The resolution authorized Member States, acting nationally or through regional organizations or arrangements, to take all necessary measures to protect civilians under threat of attack in the country, including Benghazi, while excluding a foreign occupation force of any form on any part of Libyan territory — requesting them to immediately inform the Secretary-General of such measures.
The turmoil was presented to us as another manifestation of the poetically named Arab Spring. The difference between Egypt and Libya however was that the demonstrators in Libya immediately took up arms and started shooting.
On Tuesday 13 September 2011 Amnesty International issued a report of more than 100 pages that said rebels committed unlawful killings and torture.
"Members and supporters of the opposition, loosely structured under the leadership of the National Transition Council (NTC) … have also committed human rights abuses, in some cases amounting to war crimes, albeit on a smaller scale," the Amnesty report said.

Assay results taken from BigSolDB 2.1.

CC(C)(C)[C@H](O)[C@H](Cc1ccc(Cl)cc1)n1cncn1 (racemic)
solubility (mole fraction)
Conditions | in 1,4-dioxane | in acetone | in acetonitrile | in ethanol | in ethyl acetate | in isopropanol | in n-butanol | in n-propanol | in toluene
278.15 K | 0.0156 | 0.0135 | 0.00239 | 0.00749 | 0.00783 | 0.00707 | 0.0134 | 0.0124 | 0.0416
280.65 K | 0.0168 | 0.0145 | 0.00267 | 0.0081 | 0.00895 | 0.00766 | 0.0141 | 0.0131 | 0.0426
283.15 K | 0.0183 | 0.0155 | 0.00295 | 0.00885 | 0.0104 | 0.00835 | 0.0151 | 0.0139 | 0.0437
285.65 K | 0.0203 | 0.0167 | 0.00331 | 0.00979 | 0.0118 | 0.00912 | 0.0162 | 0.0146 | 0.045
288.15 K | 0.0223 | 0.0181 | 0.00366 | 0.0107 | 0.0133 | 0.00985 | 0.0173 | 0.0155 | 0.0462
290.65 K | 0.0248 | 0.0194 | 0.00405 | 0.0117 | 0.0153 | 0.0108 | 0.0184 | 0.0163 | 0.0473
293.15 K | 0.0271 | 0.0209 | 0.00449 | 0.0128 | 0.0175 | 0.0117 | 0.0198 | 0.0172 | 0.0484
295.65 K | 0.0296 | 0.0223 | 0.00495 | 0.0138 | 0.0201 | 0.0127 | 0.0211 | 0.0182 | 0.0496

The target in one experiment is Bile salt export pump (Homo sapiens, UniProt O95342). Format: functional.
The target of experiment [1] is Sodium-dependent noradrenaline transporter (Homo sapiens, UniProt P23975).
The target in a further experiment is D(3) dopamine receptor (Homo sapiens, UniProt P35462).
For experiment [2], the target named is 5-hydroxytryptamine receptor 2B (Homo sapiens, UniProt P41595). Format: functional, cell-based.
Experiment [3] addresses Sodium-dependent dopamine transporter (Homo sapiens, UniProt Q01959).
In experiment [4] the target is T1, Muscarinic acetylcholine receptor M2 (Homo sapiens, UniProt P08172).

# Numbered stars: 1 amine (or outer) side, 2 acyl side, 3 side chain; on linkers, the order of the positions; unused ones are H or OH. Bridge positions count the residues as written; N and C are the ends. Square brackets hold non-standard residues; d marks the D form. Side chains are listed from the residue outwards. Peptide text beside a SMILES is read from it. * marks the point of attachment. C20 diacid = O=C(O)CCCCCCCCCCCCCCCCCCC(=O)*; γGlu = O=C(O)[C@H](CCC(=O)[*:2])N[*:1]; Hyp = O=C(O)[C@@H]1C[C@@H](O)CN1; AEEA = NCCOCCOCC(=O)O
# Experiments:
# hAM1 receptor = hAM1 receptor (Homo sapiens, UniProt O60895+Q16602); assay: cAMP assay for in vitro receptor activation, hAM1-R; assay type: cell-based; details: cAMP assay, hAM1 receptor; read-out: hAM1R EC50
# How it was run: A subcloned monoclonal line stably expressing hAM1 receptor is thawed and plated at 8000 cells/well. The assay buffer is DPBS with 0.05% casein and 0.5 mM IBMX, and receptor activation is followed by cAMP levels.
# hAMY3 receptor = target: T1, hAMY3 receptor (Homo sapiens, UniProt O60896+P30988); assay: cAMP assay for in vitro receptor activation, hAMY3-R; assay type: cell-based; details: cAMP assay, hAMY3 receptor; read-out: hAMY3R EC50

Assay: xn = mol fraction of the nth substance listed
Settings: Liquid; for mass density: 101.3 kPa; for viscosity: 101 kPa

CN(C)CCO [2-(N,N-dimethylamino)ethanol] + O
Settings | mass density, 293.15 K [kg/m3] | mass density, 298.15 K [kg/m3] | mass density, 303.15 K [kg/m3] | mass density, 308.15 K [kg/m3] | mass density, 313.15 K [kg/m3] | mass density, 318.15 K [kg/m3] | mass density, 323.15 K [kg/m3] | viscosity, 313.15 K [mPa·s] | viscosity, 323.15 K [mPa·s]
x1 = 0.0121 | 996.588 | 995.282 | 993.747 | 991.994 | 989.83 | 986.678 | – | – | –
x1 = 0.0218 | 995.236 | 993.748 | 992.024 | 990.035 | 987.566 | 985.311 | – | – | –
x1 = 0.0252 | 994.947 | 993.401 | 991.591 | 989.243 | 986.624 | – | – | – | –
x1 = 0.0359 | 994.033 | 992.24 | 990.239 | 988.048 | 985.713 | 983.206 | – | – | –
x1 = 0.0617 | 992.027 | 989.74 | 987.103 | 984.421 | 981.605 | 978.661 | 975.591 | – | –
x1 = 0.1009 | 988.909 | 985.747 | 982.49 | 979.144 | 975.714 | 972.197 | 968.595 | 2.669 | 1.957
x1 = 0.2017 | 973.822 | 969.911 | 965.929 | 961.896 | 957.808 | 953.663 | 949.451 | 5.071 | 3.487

It said opposition supporters "unlawfully killed" more than a dozen Gadhafi loyalists and security officials between April and early July. And just after the rebels took control of eastern Libya, the report said, angry groups of rebel supporters "shot, hanged and otherwise killed through lynching" dozens of captured soldiers and suspected mercenaries with impunity.
It would have been surprising if Muammar Gadhafi's forces had not shot back.
The 100-plus page Amnesty report, based on three months of investigation in Libya, draws no equivalency between the crimes of Gadhafi loyalists and those of the former rebels, who now hold power in Tripoli: The Gadhafi forces' crimes were greater, the list of them is longer, and they may have amounted to crimes against humanity, the report said.
But it said the crimes of the rebels were not insignificant.
No Black 'mercenaries'